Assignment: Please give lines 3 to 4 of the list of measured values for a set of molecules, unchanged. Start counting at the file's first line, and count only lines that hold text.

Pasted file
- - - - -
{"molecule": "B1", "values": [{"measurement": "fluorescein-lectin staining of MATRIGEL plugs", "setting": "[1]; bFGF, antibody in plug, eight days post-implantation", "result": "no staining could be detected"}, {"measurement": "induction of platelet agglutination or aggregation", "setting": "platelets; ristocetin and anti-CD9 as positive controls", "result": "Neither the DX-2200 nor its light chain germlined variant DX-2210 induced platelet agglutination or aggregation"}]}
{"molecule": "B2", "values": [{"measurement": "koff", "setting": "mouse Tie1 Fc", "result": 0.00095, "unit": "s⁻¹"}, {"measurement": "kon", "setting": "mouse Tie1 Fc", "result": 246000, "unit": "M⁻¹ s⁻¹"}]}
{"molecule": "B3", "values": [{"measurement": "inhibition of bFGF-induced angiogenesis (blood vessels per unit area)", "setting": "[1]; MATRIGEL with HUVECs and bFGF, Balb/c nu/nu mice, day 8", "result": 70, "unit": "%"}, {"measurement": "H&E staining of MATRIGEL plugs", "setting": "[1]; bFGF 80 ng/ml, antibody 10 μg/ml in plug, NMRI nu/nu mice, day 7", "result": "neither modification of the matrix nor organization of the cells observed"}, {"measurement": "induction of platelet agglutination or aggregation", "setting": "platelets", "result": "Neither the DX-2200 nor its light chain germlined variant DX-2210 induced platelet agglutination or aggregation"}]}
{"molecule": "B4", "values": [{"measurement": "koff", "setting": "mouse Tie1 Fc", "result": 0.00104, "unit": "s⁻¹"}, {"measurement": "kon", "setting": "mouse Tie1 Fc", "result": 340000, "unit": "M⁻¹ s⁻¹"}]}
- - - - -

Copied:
{"molecule": "B3", "values": [{"measurement": "inhibition of bFGF-induced angiogenesis (blood vessels per unit area)", "setting": "[1]; MATRIGEL with HUVECs and bFGF, Balb/c nu/nu mice, day 8", "result": 70, "unit": "%"}, {"measurement": "H&E staining of MATRIGEL plugs", "setting": "[1]; bFGF 80 ng/ml, antibody 10 μg/ml in plug, NMRI nu/nu mice, day 7", "result": "neither modification of the matrix nor organization of the cells observed"}, {"measurement": "induction of platelet agglutination or aggregation", "setting": "platelets", "result": "Neither the DX-2200 nor its light chain germlined variant DX-2210 induced platelet agglutination or aggregation"}]}
{"molecule": "B4", "values": [{"measurement": "koff", "setting": "mouse Tie1 Fc", "result": 0.00104, "unit": "s⁻¹"}, {"measurement": "kon", "setting": "mouse Tie1 Fc", "result": 340000, "unit": "M⁻¹ s⁻¹"}]}